Flow Control

Flow Control means the ability of a governmental entity to control the disposition of waste generated within its boundaries. For the SWA, ensuring that the waste generated in the county, and the associated revenue stream, is delivered to the SWA is essential to meeting the SWA's financial obligations. Although the SWA was granted flow control authority by the Special Act (PDF), the United States Supreme Court in its May 1994 decision in C&A Carbone, Inc. vs. Town of Clarkstown declared that Flow Control Legislation violates the Commerce Clause of the United States Constitution because such legislation potentially infringes on interstate commerce.

Flow Control Authority
With the SWA's ability to exercise legislative flow control rendered questionable, the SWA now relies on economic and contractual flow control. The United States Supreme Court discussed the viability of such measures in Carbone. Subsequent Federal Appeals Court rulings in favor of Smithtown, New York and Babylon, New York have validated the use of contractual flow control.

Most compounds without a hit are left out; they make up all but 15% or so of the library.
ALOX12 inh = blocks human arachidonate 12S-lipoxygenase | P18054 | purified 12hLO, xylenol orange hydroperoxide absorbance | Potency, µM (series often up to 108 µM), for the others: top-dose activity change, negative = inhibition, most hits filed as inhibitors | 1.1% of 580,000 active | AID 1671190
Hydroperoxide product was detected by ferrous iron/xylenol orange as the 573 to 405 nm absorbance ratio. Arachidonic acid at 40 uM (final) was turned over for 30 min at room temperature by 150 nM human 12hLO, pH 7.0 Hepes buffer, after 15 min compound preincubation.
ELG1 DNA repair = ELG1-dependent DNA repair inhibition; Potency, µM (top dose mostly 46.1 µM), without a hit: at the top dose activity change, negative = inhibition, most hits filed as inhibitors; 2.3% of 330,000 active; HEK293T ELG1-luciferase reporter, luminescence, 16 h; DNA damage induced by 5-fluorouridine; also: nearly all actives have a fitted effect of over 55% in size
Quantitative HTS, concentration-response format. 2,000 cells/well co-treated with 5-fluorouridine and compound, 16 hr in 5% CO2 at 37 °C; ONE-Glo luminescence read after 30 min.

Economic Flow Control
The SWA uses both financial and contractual mechanisms to cause waste to be delivered to SWA designated facilities. Because residential and governmental properties are assessed for 100% of their disposal fees, and in order for their haulers to receive credits they must bring the waste to a SWA designated facility, all residential waste should remain in the county. This is economic flow control.

Contractual Flow Control
The SWA franchises the collection of solid waste and recyclables in the unincorporated area, which includes nearly half of residential property and over one third of commercial property. These contracts, which were entered into voluntarily and incorporate collection rates determined based on designated collection points and destinations, contain substantial penalties up to and including loss of the franchise for delivering material to non-designated facilities. This is contractual flow control.

Commercial Waste
With these 2 mechanisms in place, the only portion of the waste stream that is potentially at risk is the commercial waste in the municipalities. To minimize the risk, the SWA adjusts the commercial assessment to decrease or increase the tipping fee as local markets dictate. In the ten years since the Carbone decision the SWA has not experienced any threat to its waste stream.